AWS Security Blog

How to Set Up Federated Single Sign-On to AWS Using Google Apps

March 10, 2020: This blog post is out of date. Please refer to this post for updated info: How to set up federated single sign-on to AWS using Google Workspace

The AWS Security Blog has covered a variety of solutions for federating single sign-on (SSO) to the AWS Management Console. For example, How to Connect Your On-Premises Active Directory to AWS Using AD Connector, How to Set Up SSO to the AWS Management Console for Multiple Accounts by Using AD FS and SAML 2.0, and How to Implement a General Solution for Federated API/CLI Access Using SAML 2.0. Today, I am going to cover one SSO angle not yet covered on this blog: Google Apps.

Among the services offered to Google Apps for Work users is a Security Assertion Markup Language (SAML) 2.0–based SSO service. You can use this service to provide one-click SSO to your AWS resources by using your existing Google Apps credentials. For users to whom you grant SSO access, they will see an additional SAML app in your Google Apps account, as highlighted in the following screenshot. When your users click the SAML app, Google Apps authenticates and redirects them to the AWS Management Console. In this blog post, I will show you how you can use Google Apps to set up federated SSO to your AWS resources.

Screenshot showing SAML app users see who have SSO access

Solution overview

In this solution, you create a SAML identity provider (IdP) in AWS Identity and Access Management (IAM) to establish trust with your Google IdP in order to permit your Google Apps users to access the AWS Management Console. The AWS administrator delegates responsibility for authentication to a trusted IdP—in this case Google Apps—and uses SAML 2.0. This allows an IAM role to grant the federated user permissions to sign in to the AWS Management Console and access your AWS resources.

Diagram of the process described in this blog post

After you set up the solution, the process will follow the numbered steps in the preceding diagram:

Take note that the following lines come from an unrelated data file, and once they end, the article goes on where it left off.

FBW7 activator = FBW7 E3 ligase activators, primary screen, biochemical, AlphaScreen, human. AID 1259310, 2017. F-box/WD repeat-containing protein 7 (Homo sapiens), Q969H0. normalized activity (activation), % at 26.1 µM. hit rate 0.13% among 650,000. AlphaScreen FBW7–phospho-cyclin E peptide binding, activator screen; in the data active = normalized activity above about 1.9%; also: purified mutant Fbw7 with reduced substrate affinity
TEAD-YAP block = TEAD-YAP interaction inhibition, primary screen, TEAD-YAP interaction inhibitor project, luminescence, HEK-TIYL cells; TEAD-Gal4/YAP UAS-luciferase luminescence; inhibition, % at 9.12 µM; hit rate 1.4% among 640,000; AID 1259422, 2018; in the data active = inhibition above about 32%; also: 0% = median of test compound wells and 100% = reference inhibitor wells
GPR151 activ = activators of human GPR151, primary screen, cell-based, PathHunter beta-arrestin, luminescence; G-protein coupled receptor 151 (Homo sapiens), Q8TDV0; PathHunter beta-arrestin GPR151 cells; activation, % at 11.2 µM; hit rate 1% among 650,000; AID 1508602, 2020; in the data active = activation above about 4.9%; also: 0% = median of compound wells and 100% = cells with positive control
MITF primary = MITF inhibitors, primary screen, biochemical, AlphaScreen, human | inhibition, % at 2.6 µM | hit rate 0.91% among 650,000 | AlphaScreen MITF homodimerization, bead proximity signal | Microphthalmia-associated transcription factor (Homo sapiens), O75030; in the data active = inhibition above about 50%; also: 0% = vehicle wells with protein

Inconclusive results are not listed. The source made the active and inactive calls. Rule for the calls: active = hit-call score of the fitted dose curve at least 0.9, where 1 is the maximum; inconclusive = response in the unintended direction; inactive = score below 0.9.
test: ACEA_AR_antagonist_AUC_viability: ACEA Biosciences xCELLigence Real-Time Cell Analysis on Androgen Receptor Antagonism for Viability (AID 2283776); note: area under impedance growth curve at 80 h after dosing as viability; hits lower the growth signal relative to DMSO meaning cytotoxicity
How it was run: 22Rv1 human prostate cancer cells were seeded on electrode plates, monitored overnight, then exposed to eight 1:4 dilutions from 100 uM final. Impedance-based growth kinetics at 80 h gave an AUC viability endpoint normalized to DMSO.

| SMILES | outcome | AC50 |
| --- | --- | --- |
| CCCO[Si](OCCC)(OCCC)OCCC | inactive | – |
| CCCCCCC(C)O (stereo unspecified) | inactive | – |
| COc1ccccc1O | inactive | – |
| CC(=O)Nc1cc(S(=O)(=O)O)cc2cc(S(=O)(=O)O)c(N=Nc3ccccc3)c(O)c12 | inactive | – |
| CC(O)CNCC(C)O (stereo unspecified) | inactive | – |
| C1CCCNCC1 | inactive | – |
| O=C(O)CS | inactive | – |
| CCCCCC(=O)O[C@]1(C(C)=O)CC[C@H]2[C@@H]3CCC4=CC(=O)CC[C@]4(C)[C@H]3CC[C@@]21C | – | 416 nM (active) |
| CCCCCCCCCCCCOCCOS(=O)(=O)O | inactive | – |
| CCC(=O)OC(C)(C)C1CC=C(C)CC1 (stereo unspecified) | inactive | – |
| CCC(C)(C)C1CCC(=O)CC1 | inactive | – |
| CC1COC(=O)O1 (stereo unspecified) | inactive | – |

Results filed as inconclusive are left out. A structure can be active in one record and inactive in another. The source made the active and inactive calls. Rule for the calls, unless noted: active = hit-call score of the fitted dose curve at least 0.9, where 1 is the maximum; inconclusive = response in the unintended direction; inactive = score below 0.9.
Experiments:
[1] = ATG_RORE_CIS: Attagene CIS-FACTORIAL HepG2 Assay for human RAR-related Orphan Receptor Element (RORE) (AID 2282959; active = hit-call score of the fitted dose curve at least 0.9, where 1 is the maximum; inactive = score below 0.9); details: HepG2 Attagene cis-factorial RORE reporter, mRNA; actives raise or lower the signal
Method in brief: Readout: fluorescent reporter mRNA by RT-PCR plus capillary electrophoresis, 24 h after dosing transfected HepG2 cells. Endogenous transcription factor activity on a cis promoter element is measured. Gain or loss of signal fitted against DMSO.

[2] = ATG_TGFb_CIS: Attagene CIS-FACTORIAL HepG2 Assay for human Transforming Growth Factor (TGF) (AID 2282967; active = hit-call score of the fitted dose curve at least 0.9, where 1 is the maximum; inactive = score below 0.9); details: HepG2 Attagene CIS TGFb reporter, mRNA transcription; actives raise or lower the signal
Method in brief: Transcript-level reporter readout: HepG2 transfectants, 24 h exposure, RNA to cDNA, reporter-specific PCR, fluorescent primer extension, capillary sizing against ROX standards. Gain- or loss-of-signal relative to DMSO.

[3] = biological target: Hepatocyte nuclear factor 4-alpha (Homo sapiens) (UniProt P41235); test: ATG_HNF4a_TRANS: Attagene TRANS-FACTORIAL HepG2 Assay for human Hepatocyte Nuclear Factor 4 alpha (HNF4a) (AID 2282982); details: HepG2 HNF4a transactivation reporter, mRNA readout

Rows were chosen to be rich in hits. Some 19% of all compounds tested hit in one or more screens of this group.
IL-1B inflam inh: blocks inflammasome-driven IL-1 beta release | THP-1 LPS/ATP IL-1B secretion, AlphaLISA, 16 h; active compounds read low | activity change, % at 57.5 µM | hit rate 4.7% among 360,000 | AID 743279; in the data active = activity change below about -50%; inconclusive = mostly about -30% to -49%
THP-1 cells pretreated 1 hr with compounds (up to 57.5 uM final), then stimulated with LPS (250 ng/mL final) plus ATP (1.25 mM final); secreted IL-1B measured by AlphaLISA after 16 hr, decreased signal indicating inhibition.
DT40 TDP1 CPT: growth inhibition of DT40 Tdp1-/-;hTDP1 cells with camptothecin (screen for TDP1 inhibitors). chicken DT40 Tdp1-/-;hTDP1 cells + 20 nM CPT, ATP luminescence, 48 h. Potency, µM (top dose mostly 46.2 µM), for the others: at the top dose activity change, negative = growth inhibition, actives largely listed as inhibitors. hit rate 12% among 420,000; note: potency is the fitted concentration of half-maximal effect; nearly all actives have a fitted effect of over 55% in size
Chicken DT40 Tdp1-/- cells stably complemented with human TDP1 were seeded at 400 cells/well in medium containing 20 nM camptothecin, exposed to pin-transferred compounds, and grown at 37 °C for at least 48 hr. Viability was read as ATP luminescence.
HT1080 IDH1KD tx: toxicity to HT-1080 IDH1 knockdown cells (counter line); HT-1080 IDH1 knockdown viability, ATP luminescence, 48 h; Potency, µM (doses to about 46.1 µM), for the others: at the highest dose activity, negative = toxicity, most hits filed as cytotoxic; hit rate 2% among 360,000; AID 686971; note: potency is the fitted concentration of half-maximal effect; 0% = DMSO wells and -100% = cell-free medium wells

1. The federated user clicks the Google Apps SSO link to AWS in their browser. If the user has not already logged in, he will go to the Google Apps account login portal.
  2. The portal authenticates the user’s Google Apps credentials and then generates a SAML authentication response that includes assertions that identify the user and include attributes about the user. The portal sends this response to the user’s browser.
  3. The user’s browser redirects to the AWS Sign-In endpoint and posts the SAML assertion.
  4. AWS sign-in calls the AssumeRoleWithSAML API action (behind the scenes) to request temporary security credentials, and then creates a AWS Management Console sign-in URL using those credentials.
  5. AWS returns the sign-in URL to the user’s browser as a redirect.
  6. The user’s browser redirects to the AWS Management Console. Note that if the SAML authentication response includes attributes that map to multiple IAM roles, the user is prompted to select the IAM role to use for access to the console.

From the federated user’s perspective, the process happens transparently: the user starts at the Google Apps portal and ends up at the AWS Management Console, without ever having to supply yet another user name and password. The IAM policy attached to the IAM role determines which permissions the federated user has in the console.

I will now share and explain the specific step-by-step procedures you need to follow in order to set up federated SSO access via Google Apps.

The setup

Follow these top-level steps to set up federated SSO to your AWS resources by using Google Apps:

  1. Get the SAML metadata from your Google Apps account.
  2. Create an IdP in your AWS account.
  3. Create an IAM role in your AWS account.
  4. Add the AWS SAML attributes to your Google Apps user profile.
  5. Set up the SAML app in Google Apps.
  6. Grant user access.
  7. Roll out to a wider user base.

The details of these steps compose the remainder of this blog post.

Step 1: Get the SAML metadata from your Google Apps account

First, let’s get the SAML metadata that contains essential information to enable your AWS account to authenticate the IdP and locate the necessary endpoint locations:

  1. Log in to your Google Admin console with your super administrator credentials.

Screenshot of the Google Admin console

  1. Click More Controls > Security > Set up single sign-on (SSO). The following screenshot shows the Set up single sign-on (SSO) page.

Screenshot of Set up SSO page

Make a note of the IdP ID at the end of the SSO URL. This is your Google customer ID and you will need to know this later. For the purposes of this blog post, I have anonymized my customer ID to be XXXXXXXXX, but yours will be an actual ID number.

  1. Click Download next to IDP metadata under Option 2 to download the IdP metadata file. This is the format we need for the AWS IdP configuration.

Step 2: Create an IdP in your AWS account

Now, create an IAM IdP for Google Apps in order to establish trust between Google Apps and AWS.

  1. Go to the IAM console and click Identity Providers. Click Create Provider and then select SAML from the Provider Type drop-down list (see the following screenshot). Type a name for the provider (such as GoogleApps), and then browse to the metadata file you downloaded in Step 1.